F1 Grand Prix of Korea - Qualifying

Sauber celebrate best qualifying of the season in Korea

1 Comment

Sauber have enjoyed their best qualifying result of the season as both Nico Hulkenberg and Esteban Gutierrez made it through to Q3, securing top ten grid positions for tomorrow’s Korean Grand Prix.

Gutierrez may have failed to score a point during his rookie season, but the Mexican driver proved in Singapore that he has great potential after qualifying tenth and running in P7 for a large part of the race before falling back in the final stages of the grand prix. In Korea, he has impressed once again in qualifying, comfortably getting through Q1 before scraping into Q3 and going on to finish ninth.

“I’ve improved my qualifying and once you have both cars working on a similar level you can push yourself a lot more,” Gutierrez said. “This is the first time I have driven here, so it is great to achieve a result like that. It is now the second time in a row I have been able to put in a good qualifying performance and that is a good feeling, because I have worked a lot to improve.”

Nico Hulkenberg qualified one place ahead of his teammate, and both drivers are set to move up one place on the grid thanks to Mark Webber’s ten place grid penalty.

“Today went really well,” Hulkenberg said. “Q1 and Q2 were like clockwork and my lap in Q3 was good too, but somehow it was more difficult, I was four tenths down on my Q2 time and the grip was not the same as in the previous session. To start P7 tomorrow is very positive and we can look forward to the race.”

Thanks to Russian investment, the team’s future has been secured with an extension of their engine deal with Ferrari being confirmed for 2014.

IndyCar 2015 Driver Review: Carlos Munoz

Carlos Munoz
Leave a comment

MotorSportsTalk continues its run through the driver-by-driver roster in this year’s Verizon IndyCar Series. Next up in 13th is Carlos Munoz, who fell back to earth a bit after winning Indianapolis 500, then series rookie-of-the-year honors in consecutive years.

Carlos Munoz, No. 26 Andretti Autosport Honda

  • 2014: 8th Place, Best Finish 3rd, Best Start 3rd, 3 Podiums, 5 Top-5, 8 Top-10, 0 Laps Led, 10.5 Avg. Start, 12.6 Avg. Finish
  • 2015: 13th Place, 1 Win, Best Start 4th, 1 Podium, 3 Top-5, 7 Top-10, 25 Laps Led, 14.0 Avg. Start, 12.1 Avg. Finish

Munoz fell down to earth a little bit in his second full season in IndyCar, albeit not as badly as fellow 2014 rookie Jack Hawksworth, who’d switched teams and had a myriad of issues throughout the season. He won his first race in the rain at Detroit race one, which was well judged, but there were precious other highlights from the driver who has showcased “wow” potential in the past.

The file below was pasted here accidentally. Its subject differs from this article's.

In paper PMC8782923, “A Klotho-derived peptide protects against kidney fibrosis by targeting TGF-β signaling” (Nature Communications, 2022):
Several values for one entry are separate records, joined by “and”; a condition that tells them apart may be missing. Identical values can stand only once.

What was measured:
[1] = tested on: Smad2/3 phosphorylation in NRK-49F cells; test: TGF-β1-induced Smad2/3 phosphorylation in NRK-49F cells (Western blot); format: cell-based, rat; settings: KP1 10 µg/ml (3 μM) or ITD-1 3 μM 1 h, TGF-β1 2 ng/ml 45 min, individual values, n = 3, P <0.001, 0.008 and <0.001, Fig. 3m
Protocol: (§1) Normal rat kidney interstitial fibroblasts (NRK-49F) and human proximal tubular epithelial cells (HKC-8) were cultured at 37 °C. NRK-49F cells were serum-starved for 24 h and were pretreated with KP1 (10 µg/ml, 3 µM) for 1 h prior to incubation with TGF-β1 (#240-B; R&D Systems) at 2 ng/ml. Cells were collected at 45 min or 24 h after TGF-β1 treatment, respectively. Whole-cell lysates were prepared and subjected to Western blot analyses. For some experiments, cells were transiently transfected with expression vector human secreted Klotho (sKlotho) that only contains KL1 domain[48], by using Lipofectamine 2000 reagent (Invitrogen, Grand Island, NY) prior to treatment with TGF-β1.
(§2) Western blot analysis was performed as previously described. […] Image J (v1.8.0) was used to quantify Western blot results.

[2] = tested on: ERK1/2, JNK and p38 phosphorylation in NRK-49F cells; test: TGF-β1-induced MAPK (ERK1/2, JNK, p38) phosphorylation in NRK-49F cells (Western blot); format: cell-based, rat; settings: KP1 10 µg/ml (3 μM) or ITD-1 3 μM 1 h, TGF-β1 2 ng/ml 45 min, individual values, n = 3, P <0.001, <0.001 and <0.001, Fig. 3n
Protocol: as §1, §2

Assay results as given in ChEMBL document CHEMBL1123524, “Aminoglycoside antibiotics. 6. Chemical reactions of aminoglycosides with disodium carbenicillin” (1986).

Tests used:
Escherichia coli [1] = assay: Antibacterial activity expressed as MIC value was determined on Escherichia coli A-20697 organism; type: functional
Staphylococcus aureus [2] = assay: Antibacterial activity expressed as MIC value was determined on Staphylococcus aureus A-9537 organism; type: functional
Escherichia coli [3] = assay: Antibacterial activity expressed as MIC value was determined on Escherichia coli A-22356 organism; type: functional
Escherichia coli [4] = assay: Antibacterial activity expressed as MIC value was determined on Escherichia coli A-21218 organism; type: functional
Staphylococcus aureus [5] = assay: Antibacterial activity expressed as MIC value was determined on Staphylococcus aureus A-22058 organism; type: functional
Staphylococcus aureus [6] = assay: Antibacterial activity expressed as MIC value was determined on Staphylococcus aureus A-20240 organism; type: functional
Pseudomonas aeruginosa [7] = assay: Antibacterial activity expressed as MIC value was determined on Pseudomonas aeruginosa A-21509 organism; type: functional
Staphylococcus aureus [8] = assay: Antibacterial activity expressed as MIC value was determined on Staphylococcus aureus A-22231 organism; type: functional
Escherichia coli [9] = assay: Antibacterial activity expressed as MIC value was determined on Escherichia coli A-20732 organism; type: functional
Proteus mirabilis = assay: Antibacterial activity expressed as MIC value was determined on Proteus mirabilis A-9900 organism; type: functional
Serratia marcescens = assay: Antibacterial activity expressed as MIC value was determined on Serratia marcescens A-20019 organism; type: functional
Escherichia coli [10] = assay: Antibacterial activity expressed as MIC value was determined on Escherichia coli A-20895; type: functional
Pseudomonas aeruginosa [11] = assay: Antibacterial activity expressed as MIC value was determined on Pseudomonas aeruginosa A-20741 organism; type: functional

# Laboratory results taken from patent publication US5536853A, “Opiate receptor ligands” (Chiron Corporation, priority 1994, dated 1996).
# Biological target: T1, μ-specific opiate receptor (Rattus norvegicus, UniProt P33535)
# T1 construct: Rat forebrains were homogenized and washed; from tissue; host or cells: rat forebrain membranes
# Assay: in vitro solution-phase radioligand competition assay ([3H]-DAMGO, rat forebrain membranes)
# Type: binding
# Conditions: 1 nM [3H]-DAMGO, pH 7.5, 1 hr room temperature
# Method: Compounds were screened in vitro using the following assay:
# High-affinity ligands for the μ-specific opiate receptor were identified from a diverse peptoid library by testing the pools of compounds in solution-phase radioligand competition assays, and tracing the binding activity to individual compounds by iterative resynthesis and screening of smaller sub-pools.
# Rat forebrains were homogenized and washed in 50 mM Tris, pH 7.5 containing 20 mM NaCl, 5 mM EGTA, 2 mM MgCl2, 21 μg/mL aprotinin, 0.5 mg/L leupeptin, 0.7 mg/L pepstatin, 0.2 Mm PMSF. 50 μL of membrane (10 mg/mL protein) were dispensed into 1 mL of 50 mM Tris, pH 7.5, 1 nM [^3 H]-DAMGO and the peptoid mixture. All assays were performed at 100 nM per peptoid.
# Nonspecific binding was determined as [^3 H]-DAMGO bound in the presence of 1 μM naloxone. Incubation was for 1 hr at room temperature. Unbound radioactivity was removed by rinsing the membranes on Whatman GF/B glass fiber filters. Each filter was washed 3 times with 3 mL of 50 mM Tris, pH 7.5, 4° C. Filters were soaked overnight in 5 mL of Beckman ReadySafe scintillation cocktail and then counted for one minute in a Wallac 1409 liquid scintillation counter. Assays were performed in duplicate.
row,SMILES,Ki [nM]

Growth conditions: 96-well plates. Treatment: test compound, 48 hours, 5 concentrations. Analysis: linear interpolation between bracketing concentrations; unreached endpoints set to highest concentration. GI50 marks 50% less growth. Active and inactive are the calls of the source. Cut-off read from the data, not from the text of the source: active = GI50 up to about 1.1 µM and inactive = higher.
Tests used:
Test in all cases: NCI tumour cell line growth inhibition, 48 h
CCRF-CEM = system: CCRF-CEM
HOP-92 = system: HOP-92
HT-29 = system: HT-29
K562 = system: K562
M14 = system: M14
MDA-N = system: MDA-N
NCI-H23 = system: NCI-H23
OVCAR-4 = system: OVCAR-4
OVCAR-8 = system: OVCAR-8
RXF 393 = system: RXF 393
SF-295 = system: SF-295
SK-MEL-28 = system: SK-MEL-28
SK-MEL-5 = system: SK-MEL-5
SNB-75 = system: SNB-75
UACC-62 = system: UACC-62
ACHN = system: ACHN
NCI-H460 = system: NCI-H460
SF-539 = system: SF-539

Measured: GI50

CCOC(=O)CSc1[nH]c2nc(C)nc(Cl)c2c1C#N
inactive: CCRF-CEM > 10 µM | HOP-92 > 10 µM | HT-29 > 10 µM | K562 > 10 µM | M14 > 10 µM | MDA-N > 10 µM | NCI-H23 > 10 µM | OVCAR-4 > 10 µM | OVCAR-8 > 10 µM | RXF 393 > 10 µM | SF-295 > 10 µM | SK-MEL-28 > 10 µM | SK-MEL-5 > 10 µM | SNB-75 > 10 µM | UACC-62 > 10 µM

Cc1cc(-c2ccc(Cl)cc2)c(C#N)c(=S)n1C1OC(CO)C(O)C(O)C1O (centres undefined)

His qualifying fell off year-to-year and that was probably the single thing to pinpoint as to why the decline occurred, falling from eighth to 13th in points. What had been a 10.5 average in 2014 fell to 14th this year, and behind teammates Marco Andretti and Ryan Hunter-Reay.

Ovals seemed his strongest type of circuit this year on the whole. Like teammate Justin Wilson, he’d been in position to score what would have been his third straight Indianapolis 500 top-five finish if a late splash of fuel wasn’t needed. Sixth at Texas from fourth on the grid marked his best overall weekend of the year, and fifth at Iowa and Pocono were also fairly good results.

But whereas Munoz picked his spots well last year and delivered a handful of podiums, his Detroit win marked his only podium visit this year. He didn’t really make much of an impression and was more anonymous than not over the course of the year. His future with Andretti is uncertain for 2016.

Williams maximizes wet setup work despite limited running in Sochi

Getty Images
Leave a comment

With action pretty much limited in both practice sessions due to the diesel spillage in free practice one and rain in free practice two for the Russian Grand Prix in Sochi, teams could only do limited wet-weather runs.

Williams Martini Racing tried to make the best of the circumstances, as one of only five teams that completed laps in FP2 (McLaren, Red Bull, Toro Rosso and Ferrari) with eight cars.

Felipe Massa led second practice but it was an essentially meaningless session.

“It was quite a stunted session today which stopped us from completing all of the work we wanted to,” said Rob Smedley, Williams’ head of vehicle performance. “We had planned to run in the wet but we had a strange situation this afternoon in that half of the circuit was much wetter than the other half which made most of the tests null and void.

“We have been working on the wet set-up of the car and so wanted to get out at the end of FP2 to see the progress we have made. In a similar vein to our low speed corner work in Singapore, we seem to be making progress. We got through all of the bits and pieces we wanted to get through in terms of control systems and power unit set-up, and we have to go into tomorrow with a good plan for FP3 to get the car set-up for qualifying and the race.”

Valtteri Bottas finished third in Sochi a year ago, while Massa seeks a rebound after a fuel flow issue in qualifying resigned him to a Q1 elimination and an 11th place finish.